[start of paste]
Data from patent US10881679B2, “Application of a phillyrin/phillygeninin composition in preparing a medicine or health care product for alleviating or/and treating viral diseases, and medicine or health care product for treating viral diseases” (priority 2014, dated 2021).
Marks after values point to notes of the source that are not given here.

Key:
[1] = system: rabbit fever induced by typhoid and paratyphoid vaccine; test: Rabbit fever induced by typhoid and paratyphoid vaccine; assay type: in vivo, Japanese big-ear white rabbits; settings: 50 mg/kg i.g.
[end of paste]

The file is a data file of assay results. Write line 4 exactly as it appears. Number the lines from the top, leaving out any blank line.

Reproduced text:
[1] = system: rabbit fever induced by typhoid and paratyphoid vaccine; test: Rabbit fever induced by typhoid and paratyphoid vaccine; assay type: in vivo, Japanese big-ear white rabbits; settings: 50 mg/kg i.g.